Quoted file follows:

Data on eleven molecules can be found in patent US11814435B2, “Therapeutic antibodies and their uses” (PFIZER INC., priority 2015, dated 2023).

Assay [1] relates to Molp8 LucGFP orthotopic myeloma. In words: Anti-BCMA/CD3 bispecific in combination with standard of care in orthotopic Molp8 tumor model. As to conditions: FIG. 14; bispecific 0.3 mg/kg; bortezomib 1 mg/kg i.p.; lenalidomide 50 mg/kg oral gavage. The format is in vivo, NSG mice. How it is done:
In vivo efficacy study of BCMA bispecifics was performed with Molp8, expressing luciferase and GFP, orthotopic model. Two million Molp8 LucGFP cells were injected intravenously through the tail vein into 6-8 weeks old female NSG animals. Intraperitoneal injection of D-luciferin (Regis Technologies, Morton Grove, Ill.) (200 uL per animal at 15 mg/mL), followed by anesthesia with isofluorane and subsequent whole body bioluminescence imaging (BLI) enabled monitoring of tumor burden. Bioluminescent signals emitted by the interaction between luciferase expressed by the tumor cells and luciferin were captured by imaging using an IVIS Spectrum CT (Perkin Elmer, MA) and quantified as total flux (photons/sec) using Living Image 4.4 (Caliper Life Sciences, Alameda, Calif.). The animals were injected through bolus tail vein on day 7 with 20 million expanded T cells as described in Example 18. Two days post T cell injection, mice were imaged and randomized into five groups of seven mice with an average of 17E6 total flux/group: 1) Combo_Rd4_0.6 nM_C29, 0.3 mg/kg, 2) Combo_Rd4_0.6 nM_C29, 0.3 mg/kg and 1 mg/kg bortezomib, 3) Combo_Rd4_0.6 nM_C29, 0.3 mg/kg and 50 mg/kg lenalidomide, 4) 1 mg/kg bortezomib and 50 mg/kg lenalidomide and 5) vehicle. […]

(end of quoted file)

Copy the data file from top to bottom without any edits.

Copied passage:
Data on eleven molecules can be found in patent US11814435B2, “Therapeutic antibodies and their uses” (PFIZER INC., priority 2015, dated 2023).

Assay [1] relates to Molp8 LucGFP orthotopic myeloma. In words: Anti-BCMA/CD3 bispecific in combination with standard of care in orthotopic Molp8 tumor model. As to conditions: FIG. 14; bispecific 0.3 mg/kg; bortezomib 1 mg/kg i.p.; lenalidomide 50 mg/kg oral gavage. The format is in vivo, NSG mice. How it is done:
In vivo efficacy study of BCMA bispecifics was performed with Molp8, expressing luciferase and GFP, orthotopic model. Two million Molp8 LucGFP cells were injected intravenously through the tail vein into 6-8 weeks old female NSG animals. Intraperitoneal injection of D-luciferin (Regis Technologies, Morton Grove, Ill.) (200 uL per animal at 15 mg/mL), followed by anesthesia with isofluorane and subsequent whole body bioluminescence imaging (BLI) enabled monitoring of tumor burden. Bioluminescent signals emitted by the interaction between luciferase expressed by the tumor cells and luciferin were captured by imaging using an IVIS Spectrum CT (Perkin Elmer, MA) and quantified as total flux (photons/sec) using Living Image 4.4 (Caliper Life Sciences, Alameda, Calif.). The animals were injected through bolus tail vein on day 7 with 20 million expanded T cells as described in Example 18. Two days post T cell injection, mice were imaged and randomized into five groups of seven mice with an average of 17E6 total flux/group: 1) Combo_Rd4_0.6 nM_C29, 0.3 mg/kg, 2) Combo_Rd4_0.6 nM_C29, 0.3 mg/kg and 1 mg/kg bortezomib, 3) Combo_Rd4_0.6 nM_C29, 0.3 mg/kg and 50 mg/kg lenalidomide, 4) 1 mg/kg bortezomib and 50 mg/kg lenalidomide and 5) vehicle. […]